14. Some weaknesses also linger in the insurance sector. Life insurance companies have been affected by low interest rates and financial market developments, weakening the financial health of some. The situation of non-life insurers has improved, reflecting better investment outcomes and higher premiums. While the reinsurance sector has strengthened through de-risking and capital increases, residual risks from securitized products remain. Coverage ratios in the second pillar pension sector have picked up to some degree, but underfunding remains and may require adjustment if the situation does not improve further.
15. The authorities’ steps to strengthen the prudential regulatory framework are to be commended. The crisis revealed, on a global basis, the need for higher capital and liquidity requirements. This is especially important for Switzerland given the relative size of the financial sector. In this context, FINMA, in close cooperation with the SNB, rightly imposed higher regulatory capital requirements in 2008 and is currently formulating liquidity benchmarks for the two large banks. FINMA has also issued remuneration guidelines effective in 2010 to better align compensation to the long term performance of the firm. Capital and liquidity requirements will be recalibrated once new Basel standards have been issued.
16. The momentum to address the “too big to fail” (TBTF) problem should not be lost. A broad based working group has been constituted in Switzerland to devise recommendations on the TBTF issue. FSB-led work on this topic is focusing on reducing the probability of a failure through higher capital and liquidity requirements, strengthening macro and micro supervisory processes, and improving financial sector resilience to failures. Once new Basel standards are issued, the authorities should, in particular, ensure that sufficient add-ons are imposed to address the TBTF issue, and avoid retracting from their previously defined requirements. Changes in the organization and the legal structure of large banking institutions could also be considered. This may require additional legislation. Progress in these areas will serve the economy well and help foster the reputation of its financial center.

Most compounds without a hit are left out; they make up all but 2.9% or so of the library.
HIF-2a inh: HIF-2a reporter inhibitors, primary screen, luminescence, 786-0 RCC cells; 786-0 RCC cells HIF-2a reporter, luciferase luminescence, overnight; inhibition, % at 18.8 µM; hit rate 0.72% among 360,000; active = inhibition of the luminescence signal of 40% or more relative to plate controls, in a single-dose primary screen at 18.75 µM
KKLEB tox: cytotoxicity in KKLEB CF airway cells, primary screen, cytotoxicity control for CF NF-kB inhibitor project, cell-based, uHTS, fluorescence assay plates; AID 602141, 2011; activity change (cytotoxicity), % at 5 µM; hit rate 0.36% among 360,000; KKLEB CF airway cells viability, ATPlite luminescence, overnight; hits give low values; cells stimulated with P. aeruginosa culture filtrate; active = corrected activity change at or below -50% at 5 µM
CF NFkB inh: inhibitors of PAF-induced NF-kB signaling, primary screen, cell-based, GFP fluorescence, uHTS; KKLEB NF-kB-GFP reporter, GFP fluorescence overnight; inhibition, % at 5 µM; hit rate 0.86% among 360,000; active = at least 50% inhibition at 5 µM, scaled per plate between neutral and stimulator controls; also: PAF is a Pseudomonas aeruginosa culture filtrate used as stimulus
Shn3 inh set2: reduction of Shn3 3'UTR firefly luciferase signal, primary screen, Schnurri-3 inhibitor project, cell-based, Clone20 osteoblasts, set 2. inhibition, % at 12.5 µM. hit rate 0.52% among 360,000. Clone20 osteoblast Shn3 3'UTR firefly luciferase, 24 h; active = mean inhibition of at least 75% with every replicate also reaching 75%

17. FINMA has made progress in strengthening supervision, but more needs to be done. FINMA has increased its focus on major institutions, oversight of auditors, and governance and risk management practices. It also has expanded cross border cooperation through colleges. While these steps are welcome, the effectiveness of FINMA could be further enhanced. FINMA’s in-house supervisory capability should be enhanced, thus allowing it to engage more actively on-site with high impact institutions. The independence of the external auditors should be better ensured. For example, payments to auditors should come directly from FINMA. This will clarify lines of control and reinforce the auditors’ public responsibilities.
18. Addressing systemic risks requires clarity on responsibilities, access to information, and enforcement power. According to their mandates, the SNB contributes to the stability of the financial system while FINMA secures the smooth functioning of the financial markets. While the overlap between micro and macro supervision is an inherent feature of the system given the weight of the two large banks, the delineation of responsibilities between the two institutions could be further clarified. The recently signed Memorandum of Understanding between SNB and FINMA is a step in the right direction. There is also a need to ensure that the legal framework is supportive of the respective mandates, including as regards to information gathering, and enables the findings to be acted upon.
19. In the absence of more substantive reform, the 2008 improvements to the deposit insurance fund should be preserved. The government proposed reform would have set up an independent public fund with partial prefunding and shorter repayment period. Given the rejection of the new proposal, 2008 improvements to depositor protection and capacity absorption of the fund, which is due to expire at the end of 2010, should be preserved.
We thank the authorities and all our other counterparts for their hospitality and the open and fruitful discussions.